After a failed attempt to bring back the original Bullwinkle balloon, designers at the Macy's Parade Studio hit the drawing board once again to conceptualize a brand-new Bullwinkle balloon. The final design featured Bullwinkle sporting a Wossamotta University sweatshirt and a blue propeller hat. Hitching a ride on the dim-witted moose's back is Rocky the Flying Squirrel, as a callback to the failed plans of the 1961 balloon.

The balloon was notable for being the Parade's first-ever animated balloon in the form of the propeller cap on Bullwinkle's head. The feature was conducted by attaching a mobile battery inside the balloon, which gives life to the otherwise static balloon.

After the balloon had been completed at the Raven Aerostar Headquarters in Sioux Falls, South Dakota, it was shipped to the Macy's Parade Studio where it underwent various tests before its first public appearance. Weeks later, Rocky and Bullwinkle would pair up for Macy's BalloonFest 1996, where a special segment was filmed for the Parade's television coverage on NBC. The segment showcased how the balloon went from a flat piece of fabric to a 68-foot long balloon cartoon.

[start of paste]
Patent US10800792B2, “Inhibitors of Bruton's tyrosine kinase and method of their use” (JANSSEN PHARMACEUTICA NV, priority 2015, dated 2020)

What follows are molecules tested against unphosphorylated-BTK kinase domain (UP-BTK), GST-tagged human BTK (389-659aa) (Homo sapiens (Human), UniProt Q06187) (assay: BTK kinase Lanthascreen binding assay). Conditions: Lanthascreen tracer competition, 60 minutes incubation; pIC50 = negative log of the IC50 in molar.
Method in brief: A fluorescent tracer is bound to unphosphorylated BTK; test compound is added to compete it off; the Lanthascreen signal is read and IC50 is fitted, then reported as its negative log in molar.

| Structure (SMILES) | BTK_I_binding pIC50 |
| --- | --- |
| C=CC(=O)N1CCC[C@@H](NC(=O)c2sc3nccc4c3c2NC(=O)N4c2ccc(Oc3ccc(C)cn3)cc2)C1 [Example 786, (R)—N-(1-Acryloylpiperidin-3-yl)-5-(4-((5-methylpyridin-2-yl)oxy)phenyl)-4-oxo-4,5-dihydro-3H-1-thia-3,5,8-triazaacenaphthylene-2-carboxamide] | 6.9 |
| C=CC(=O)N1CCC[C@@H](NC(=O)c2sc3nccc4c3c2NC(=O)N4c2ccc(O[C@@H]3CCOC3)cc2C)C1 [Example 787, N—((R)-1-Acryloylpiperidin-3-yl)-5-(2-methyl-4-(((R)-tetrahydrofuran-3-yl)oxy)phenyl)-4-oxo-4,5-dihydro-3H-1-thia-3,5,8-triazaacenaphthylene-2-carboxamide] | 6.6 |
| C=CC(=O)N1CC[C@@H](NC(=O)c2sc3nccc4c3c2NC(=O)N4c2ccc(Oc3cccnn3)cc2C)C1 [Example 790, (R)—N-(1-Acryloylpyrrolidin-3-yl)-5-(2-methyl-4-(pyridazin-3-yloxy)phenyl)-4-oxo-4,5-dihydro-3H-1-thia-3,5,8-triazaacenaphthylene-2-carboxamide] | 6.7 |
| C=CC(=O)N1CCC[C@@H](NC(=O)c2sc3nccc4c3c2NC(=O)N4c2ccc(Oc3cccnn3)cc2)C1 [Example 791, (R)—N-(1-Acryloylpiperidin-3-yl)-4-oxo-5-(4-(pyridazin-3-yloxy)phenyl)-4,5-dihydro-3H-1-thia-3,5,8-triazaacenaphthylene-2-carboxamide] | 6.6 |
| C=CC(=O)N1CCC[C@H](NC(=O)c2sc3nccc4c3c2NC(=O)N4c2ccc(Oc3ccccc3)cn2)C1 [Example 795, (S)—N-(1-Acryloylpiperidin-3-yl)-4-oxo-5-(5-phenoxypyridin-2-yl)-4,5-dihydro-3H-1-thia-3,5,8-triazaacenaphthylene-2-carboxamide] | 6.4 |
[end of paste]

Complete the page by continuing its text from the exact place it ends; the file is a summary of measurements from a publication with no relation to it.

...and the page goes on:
After two years of absence, Rocky and Bullwinkle finally made their second Parade appearance together in 1999. During their last appearance, in 2000 ― which was to promote their new CGI feature film ― Rocky was not seen with Bullwinkle due to him getting deflated during preparation due to cold weather. Since the balloon's retirement, the Macy's Thanksgiving Day Parade has been without a Bullwinkle balloon.


  • The eye pupils on the original Bullwinkle balloon were blue from 1961-1978, which is inconsistent with his animated appearance, as his pupils are actually black.
  • Bullwinkle and the original Happy Dragon were the first character balloons to reach 20 appearances in 1980.

See also